Melvin continued on, “Now I’ve attempted to reach out to Mr. Steven, multiple times this morning and nothing. We have called all of his references, but those all go straight to voicemail.”

Lyle, can’t do anything but shake his head. And of course, questions himself on whether he did everything he could do to ensure the viability of the voucher. He came to the conclusion that he had pretty much done everything in his power to make sure that the document indeed was valid and he even did so by calling them.

Now five days later, the dealership received a phone call from Gus, “Hello, my apologies, I dropped my phone and it took a few days to replace it. I called as soon as I received your letter.”

Melvin says, “Well Gus, we have a problem, you see, the voucher you presented to us was not a valid document and Parrot Loans will not honor the loan as is, citing a current Chapter 13 bankruptcy filed in the State of California.”

Gus, after being quite for about five seconds, says, “Well, I was just as shocked when I received the voucher in the mail. The issue is, I’ve registered this vehicle in my name, here in the State of California.

“Well unfortunately,” said Melvin, “given the circumstances, you only have a couple of options here. One is to secure some additional funding, which we will give you a couple of days to do, or return the truck to us and we both go our separate ways.”

Gus says, “But Lyle and you confirmed that the voucher was sufficient to accept for your truck, now you are telling me it isn’t?”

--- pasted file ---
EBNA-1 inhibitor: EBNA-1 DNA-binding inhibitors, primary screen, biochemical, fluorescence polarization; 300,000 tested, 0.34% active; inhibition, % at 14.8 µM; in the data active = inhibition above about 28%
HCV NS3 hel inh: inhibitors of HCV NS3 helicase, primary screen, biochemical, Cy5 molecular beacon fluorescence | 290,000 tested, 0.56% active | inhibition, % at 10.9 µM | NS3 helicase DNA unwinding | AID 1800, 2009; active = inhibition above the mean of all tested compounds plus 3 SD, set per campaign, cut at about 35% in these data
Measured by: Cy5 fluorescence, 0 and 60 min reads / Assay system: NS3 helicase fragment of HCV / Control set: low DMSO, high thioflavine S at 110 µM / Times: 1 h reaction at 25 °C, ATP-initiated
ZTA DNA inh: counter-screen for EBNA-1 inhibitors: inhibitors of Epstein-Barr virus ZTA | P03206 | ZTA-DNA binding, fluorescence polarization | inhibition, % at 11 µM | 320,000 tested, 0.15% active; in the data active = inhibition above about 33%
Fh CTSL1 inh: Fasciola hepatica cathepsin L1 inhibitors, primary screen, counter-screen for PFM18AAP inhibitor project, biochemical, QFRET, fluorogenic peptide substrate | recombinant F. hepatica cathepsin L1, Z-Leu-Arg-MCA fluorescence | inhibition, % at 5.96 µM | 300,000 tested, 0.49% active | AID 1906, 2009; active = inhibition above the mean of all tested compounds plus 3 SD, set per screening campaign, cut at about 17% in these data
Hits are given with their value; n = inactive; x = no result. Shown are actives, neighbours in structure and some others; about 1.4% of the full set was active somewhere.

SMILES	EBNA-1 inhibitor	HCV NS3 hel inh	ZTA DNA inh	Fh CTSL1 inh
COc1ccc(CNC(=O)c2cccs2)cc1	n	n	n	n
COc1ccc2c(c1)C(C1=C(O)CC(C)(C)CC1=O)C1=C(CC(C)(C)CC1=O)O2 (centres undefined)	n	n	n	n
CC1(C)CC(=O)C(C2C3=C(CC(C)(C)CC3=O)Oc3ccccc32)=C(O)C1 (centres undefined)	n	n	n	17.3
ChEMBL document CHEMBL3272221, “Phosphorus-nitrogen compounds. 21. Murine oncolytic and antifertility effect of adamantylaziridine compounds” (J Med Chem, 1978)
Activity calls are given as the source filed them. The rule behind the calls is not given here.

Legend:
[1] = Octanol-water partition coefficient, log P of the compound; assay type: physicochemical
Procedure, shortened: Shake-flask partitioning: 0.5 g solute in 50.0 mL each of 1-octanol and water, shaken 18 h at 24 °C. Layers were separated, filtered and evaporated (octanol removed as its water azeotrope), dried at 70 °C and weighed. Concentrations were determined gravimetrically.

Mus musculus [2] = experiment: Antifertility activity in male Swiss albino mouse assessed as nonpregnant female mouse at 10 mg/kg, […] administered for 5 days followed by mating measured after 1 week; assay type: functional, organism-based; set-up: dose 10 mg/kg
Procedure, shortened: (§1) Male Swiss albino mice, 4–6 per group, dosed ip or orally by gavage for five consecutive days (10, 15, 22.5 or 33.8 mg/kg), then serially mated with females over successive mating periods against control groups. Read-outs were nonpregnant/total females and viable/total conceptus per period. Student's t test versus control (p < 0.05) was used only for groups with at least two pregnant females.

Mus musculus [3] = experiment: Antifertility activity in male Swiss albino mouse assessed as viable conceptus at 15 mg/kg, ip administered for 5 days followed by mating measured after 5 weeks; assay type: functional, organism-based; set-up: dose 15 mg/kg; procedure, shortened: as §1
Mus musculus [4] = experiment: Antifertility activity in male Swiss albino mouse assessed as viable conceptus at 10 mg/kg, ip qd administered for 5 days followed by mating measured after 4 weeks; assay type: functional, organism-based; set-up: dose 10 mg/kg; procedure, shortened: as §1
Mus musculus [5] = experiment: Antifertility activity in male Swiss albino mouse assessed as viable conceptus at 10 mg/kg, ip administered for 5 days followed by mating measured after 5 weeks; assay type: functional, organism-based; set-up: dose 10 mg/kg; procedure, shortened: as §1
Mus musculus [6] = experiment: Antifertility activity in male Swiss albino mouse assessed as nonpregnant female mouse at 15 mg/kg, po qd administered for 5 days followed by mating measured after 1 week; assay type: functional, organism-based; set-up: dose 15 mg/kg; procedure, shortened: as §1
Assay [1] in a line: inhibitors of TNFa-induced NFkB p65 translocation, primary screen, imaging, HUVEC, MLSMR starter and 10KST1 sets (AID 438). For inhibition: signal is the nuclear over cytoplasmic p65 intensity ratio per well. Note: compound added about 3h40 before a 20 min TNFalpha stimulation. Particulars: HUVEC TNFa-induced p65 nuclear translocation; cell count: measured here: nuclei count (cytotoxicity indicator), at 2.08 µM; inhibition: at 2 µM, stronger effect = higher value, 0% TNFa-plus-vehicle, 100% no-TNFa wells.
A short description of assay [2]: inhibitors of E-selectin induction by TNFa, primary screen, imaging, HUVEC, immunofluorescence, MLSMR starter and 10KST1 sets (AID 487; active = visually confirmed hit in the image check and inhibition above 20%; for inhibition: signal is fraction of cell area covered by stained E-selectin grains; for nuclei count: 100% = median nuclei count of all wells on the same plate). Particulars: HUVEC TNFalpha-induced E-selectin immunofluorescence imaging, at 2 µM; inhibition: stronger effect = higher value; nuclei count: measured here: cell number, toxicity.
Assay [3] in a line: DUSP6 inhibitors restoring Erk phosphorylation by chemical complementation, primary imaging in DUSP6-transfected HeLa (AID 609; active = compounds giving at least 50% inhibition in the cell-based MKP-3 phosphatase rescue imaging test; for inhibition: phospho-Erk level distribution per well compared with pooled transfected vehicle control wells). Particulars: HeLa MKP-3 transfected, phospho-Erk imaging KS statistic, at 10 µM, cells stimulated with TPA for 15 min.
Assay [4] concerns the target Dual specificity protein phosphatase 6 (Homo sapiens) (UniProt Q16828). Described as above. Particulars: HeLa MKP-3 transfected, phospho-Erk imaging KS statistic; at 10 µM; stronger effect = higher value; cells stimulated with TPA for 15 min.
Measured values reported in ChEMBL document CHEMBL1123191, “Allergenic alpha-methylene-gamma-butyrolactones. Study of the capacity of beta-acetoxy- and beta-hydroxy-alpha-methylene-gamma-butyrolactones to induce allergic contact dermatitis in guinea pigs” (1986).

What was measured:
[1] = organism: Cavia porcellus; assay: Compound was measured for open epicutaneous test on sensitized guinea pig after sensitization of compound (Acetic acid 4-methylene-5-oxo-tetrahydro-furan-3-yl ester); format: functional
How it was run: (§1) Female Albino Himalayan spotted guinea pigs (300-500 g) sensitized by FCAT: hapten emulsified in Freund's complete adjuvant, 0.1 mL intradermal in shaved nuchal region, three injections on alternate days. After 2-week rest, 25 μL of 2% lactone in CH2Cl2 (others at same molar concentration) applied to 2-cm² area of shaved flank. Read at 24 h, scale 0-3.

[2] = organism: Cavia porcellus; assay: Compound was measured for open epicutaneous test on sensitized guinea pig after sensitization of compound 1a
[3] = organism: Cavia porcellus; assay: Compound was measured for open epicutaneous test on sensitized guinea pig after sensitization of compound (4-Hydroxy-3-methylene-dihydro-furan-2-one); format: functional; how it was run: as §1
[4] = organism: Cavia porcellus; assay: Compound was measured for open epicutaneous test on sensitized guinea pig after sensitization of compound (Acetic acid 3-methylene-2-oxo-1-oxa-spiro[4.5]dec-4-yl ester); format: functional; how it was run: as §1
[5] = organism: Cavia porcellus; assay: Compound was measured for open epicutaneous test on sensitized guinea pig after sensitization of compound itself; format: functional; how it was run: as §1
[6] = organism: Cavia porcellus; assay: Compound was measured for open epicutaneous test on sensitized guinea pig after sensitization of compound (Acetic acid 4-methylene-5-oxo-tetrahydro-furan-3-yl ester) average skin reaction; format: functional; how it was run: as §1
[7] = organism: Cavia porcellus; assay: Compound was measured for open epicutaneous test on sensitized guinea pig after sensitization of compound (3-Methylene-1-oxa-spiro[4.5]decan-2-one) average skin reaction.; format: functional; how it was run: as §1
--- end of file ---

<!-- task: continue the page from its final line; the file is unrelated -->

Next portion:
“Unfortunately,” said Melvin, “it wasn’t the document it appeared to be, and they aren’t going to make good on payment. But someone will need to.”

Gus said, “Well, give me a couple of days, I’ll see what I can come up with.”

Four days later, Gus calls the dealership, asking for Melvin and says, “Well, we have an issue. Yesterday my trustee showed up at my house, inquiring about the truck I recently purchased and he said that it would have to be sold so my creditors could recover some of their debt. Since my title is free and clear of any loans, the bankruptcy court had the truck towed off today and when I inquired about what they plan to do with the truck, they told me it would be sold at auction.”

In all of Melvin’s 40 years, he can’t believe what he is hearing. After Gus finishes speaking, Melvin quickly states, “Well Gus, we have no other option but to report this truck as stolen.”

Gus says, “But I didn’t steal the truck, and I think we can all agree, you know that wasn’t my intention. After all, you guys processed the paperwork.”

Melvin couldn’t deny that. They did process the paperwork, all but depositing the $40,000 draft that would surely never grace their bank account. Melvin decided to end the conversation immediately.